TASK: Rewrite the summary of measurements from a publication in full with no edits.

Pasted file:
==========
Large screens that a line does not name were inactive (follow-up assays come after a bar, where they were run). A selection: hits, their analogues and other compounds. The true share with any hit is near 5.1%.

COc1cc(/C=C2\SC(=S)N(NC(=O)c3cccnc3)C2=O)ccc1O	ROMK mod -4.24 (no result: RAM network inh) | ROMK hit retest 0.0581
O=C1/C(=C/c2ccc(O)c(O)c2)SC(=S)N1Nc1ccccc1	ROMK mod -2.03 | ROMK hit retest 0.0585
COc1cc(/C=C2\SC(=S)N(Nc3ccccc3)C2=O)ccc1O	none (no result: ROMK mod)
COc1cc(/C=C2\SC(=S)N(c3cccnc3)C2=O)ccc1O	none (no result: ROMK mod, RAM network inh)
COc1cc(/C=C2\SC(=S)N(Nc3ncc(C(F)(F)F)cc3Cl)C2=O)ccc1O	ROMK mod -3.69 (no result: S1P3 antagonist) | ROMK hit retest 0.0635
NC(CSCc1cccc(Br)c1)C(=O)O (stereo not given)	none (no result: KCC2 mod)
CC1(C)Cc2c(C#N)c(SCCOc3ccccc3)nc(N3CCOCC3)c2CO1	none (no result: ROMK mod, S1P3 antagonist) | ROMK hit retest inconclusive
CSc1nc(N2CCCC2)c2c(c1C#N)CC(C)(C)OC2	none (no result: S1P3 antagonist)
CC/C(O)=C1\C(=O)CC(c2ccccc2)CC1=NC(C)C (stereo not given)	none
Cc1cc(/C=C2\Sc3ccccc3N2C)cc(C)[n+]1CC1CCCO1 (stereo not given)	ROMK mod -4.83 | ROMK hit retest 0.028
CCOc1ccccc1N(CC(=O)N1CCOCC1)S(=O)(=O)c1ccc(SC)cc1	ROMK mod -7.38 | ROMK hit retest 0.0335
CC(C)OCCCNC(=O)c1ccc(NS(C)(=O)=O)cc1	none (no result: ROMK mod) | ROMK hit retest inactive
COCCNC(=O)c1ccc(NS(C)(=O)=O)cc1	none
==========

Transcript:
Large screens that a line does not name were inactive (follow-up assays come after a bar, where they were run). A selection: hits, their analogues and other compounds. The true share with any hit is near 5.1%.

COc1cc(/C=C2\SC(=S)N(NC(=O)c3cccnc3)C2=O)ccc1O	ROMK mod -4.24 (no result: RAM network inh) | ROMK hit retest 0.0581
O=C1/C(=C/c2ccc(O)c(O)c2)SC(=S)N1Nc1ccccc1	ROMK mod -2.03 | ROMK hit retest 0.0585
COc1cc(/C=C2\SC(=S)N(Nc3ccccc3)C2=O)ccc1O	none (no result: ROMK mod)
COc1cc(/C=C2\SC(=S)N(c3cccnc3)C2=O)ccc1O	none (no result: ROMK mod, RAM network inh)
COc1cc(/C=C2\SC(=S)N(Nc3ncc(C(F)(F)F)cc3Cl)C2=O)ccc1O	ROMK mod -3.69 (no result: S1P3 antagonist) | ROMK hit retest 0.0635
NC(CSCc1cccc(Br)c1)C(=O)O (stereo not given)	none (no result: KCC2 mod)
CC1(C)Cc2c(C#N)c(SCCOc3ccccc3)nc(N3CCOCC3)c2CO1	none (no result: ROMK mod, S1P3 antagonist) | ROMK hit retest inconclusive
CSc1nc(N2CCCC2)c2c(c1C#N)CC(C)(C)OC2	none (no result: S1P3 antagonist)
CC/C(O)=C1\C(=O)CC(c2ccccc2)CC1=NC(C)C (stereo not given)	none
Cc1cc(/C=C2\Sc3ccccc3N2C)cc(C)[n+]1CC1CCCO1 (stereo not given)	ROMK mod -4.83 | ROMK hit retest 0.028
CCOc1ccccc1N(CC(=O)N1CCOCC1)S(=O)(=O)c1ccc(SC)cc1	ROMK mod -7.38 | ROMK hit retest 0.0335
CC(C)OCCCNC(=O)c1ccc(NS(C)(=O)=O)cc1	none (no result: ROMK mod) | ROMK hit retest inactive
COCCNC(=O)c1ccc(NS(C)(=O)=O)cc1	none